|Fig.1: Original concubine recruitment
poster featuring Emperor Taizong,
circa AD 630.
Friday, January 31, 2014
The nagging wife. The domineering mother. The aunt that forces you to commit suicide for dishonoring the family. These tried-and-true stereotypes have been around for ages, but the one who embodied it in force lived over 1300 years ago. Wu Zetian used these inherent talents to move up from being a concubine, to the wife of an Emperor, to becoming the only woman in Chinese history to take the title of Emperor herself! She successfully manipulated all of the men in her life, as well as scared the living daylights out of her subjects, just by giving that look (you know the one I'm talking about). Her ambition turned the powerful Tang Dynasty on its ear, and many consider her to be one of the most powerful rulers (regardless of sex) in all of history! You'd certainly make sure to "call when you get there" with this mother!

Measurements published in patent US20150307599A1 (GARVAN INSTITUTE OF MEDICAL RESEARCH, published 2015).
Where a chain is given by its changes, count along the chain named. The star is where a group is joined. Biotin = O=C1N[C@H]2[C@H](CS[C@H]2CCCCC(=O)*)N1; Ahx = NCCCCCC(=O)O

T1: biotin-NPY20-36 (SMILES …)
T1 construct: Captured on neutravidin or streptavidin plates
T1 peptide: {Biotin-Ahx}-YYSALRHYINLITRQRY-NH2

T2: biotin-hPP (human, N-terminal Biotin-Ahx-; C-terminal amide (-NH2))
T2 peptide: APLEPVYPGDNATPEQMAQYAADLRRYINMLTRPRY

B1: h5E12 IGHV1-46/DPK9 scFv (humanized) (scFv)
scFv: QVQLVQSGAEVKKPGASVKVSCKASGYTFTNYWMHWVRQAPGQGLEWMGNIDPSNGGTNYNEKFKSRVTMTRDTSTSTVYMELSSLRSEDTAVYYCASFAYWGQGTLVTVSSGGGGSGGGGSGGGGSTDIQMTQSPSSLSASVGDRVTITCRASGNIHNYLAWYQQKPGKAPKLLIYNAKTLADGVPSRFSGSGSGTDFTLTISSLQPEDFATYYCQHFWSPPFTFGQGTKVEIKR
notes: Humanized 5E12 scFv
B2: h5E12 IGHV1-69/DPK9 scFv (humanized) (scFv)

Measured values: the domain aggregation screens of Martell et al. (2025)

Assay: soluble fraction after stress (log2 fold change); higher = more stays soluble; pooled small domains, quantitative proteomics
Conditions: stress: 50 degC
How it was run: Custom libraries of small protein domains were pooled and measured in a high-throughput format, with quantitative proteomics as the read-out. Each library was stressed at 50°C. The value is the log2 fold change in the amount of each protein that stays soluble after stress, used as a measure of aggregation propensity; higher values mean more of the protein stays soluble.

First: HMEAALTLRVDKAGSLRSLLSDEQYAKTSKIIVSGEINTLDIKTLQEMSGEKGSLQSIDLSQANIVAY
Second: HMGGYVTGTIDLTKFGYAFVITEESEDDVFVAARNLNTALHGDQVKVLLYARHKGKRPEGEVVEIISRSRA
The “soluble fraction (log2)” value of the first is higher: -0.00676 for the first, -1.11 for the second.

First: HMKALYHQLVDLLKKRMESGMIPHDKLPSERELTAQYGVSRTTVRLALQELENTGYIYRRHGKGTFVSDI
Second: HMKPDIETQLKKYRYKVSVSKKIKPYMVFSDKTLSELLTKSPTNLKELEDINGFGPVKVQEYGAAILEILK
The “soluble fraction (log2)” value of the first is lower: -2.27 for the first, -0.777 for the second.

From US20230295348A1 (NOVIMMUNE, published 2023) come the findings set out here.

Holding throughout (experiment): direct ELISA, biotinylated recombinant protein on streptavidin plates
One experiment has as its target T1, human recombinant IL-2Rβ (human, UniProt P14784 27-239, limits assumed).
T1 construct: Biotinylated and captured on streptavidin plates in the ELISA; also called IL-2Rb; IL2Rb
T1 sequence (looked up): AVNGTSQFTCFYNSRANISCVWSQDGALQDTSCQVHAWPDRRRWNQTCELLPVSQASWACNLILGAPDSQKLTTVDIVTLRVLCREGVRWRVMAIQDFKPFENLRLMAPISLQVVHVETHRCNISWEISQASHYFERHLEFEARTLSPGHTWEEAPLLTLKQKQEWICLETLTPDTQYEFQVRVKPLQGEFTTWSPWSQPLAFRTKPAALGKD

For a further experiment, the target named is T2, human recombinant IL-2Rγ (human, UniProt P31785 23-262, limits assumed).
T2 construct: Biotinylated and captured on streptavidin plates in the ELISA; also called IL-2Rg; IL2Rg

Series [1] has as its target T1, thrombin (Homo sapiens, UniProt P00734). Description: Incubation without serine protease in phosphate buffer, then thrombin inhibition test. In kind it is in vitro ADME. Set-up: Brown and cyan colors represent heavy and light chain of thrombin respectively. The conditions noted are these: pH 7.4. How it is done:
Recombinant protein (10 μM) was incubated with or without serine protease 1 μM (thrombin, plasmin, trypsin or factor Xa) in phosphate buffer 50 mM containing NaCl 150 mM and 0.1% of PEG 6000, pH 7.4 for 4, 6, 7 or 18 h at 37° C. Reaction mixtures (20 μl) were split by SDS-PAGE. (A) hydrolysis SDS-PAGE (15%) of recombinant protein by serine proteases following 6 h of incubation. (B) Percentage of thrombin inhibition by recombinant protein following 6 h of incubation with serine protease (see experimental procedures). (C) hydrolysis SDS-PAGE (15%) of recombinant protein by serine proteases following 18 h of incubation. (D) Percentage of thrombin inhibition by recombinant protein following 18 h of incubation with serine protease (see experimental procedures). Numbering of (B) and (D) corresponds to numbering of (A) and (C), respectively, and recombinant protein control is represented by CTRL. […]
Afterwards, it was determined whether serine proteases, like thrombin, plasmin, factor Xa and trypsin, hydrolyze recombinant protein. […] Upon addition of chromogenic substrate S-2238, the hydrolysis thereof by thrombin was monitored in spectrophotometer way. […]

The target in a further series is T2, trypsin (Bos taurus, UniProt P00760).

There were some initial signs that Wu Zhao (as she was known before she got all famous) would become pretty influential. First, a total solar eclipse occurred in 624, the same year of her birth, demonstrating her ability to manipulate celestial bodies even as a little baby! As she grew older, she reportedly shied away from her home and needlework duties, and appeared more interested in ghastly things like politics and reading! Wu grew up during an exciting time in Chinese history: Emperor Gaozu established the Tang Dynasty in 618, the first long-term dynasty to rule a unified China in four centuries! Wu wanted a piece of that action, and when an imperial recruiter came to her grade school for an assembly on all the perks of becoming the Emperor's concubine, she was first in line to sign up. At age 13, she entered the harem of Emperor Taizong, which is one of those accepted instances in history that, unless you're Jerry Lee Lewis, we can't help but get the heebee-jeebees about.
Friday, January 24, 2014
|Fig.1: I wish I could take time out of my busy
hunting-gathering lifestyle to make one of these.